While we were in Japan in May, my partner and I helped Wakako and Masanori (chapters 7 and 11) make and eat a delicious seaweed condiment pickle of kombu and "sansho" a kind of wild prickly tasting peppercorn. We harvested wheat with Yamashita (chapter 9) in Kochi Prefecture in the south of Japan, looked through 400 year old medical books (printed on rice paper, and bought for pennies) with Oizumi (chapter 1) and planted rice with Murata as well as with the Oes. I wrote a lot about "Nature Farming" (no cultivation) in the book, but it wasn't until standing in the mud of the Oes' rice paddies and seeing how many living creatures teemed in that water that I 'got' it.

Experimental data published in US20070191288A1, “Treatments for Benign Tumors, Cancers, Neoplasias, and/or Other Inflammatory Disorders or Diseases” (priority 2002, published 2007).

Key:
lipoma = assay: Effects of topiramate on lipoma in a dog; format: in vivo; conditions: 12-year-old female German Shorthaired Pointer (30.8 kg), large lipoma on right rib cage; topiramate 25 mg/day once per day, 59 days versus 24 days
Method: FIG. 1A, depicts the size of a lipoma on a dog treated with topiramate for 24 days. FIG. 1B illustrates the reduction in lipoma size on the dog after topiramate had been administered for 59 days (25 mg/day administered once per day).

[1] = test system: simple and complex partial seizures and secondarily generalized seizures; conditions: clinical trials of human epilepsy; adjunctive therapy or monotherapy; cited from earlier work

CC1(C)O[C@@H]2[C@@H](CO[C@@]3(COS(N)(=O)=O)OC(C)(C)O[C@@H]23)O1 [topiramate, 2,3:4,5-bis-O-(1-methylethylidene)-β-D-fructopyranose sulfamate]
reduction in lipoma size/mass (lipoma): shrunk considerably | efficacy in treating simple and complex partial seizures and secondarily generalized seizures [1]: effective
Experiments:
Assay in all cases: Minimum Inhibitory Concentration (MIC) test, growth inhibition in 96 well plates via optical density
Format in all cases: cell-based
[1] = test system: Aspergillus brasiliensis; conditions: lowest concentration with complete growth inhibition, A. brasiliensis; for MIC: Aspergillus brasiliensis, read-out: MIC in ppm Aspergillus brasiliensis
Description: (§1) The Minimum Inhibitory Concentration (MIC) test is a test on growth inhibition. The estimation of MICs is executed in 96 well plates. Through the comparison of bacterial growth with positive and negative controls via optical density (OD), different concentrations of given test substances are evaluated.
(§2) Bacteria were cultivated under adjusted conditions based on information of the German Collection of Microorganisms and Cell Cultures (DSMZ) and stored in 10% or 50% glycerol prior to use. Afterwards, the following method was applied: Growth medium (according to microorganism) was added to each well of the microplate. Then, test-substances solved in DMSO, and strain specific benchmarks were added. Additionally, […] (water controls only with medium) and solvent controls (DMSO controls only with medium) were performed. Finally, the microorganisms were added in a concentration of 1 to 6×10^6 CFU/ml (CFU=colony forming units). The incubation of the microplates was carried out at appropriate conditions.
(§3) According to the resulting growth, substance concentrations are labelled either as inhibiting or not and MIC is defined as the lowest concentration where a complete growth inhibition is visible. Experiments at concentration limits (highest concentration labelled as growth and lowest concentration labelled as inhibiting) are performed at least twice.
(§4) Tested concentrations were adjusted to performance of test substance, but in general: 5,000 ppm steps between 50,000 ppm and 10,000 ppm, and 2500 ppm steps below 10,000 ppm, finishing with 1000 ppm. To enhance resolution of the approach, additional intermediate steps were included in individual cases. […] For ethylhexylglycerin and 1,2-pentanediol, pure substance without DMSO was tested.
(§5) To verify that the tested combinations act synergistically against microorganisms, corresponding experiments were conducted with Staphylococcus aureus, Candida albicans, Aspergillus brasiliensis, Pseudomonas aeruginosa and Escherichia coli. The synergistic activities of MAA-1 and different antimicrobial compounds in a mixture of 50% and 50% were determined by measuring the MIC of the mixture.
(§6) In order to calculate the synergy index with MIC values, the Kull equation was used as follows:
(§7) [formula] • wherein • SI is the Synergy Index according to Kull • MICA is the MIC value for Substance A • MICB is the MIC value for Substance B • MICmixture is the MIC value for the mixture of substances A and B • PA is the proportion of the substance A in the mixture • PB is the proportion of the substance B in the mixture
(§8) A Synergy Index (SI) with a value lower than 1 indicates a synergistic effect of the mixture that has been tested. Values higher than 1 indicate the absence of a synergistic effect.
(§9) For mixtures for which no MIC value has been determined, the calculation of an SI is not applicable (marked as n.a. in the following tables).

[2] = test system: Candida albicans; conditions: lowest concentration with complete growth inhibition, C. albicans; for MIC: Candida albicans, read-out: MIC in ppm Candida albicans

We then read the text in the book, it said that this plant was the basis of a war of sorts between the Wylackie and Yuki tribes, which are very small tribes, or were, that inhabited the area of what is now southern Trinity county and northern Mendocino county (a VERY specific area of California, and exactly where our land is). Seems they would burn this plant and use the ash as source of badly needed salt. Then we look up from the book and we're in a farmhouse in southern Japan's Shikoku island and Gufu's telling us about all the ways to cook with it, and what it can be used for medicinally.
Resolved: learn about the plants near us, and attempt foraging for more of our edibles when we get back.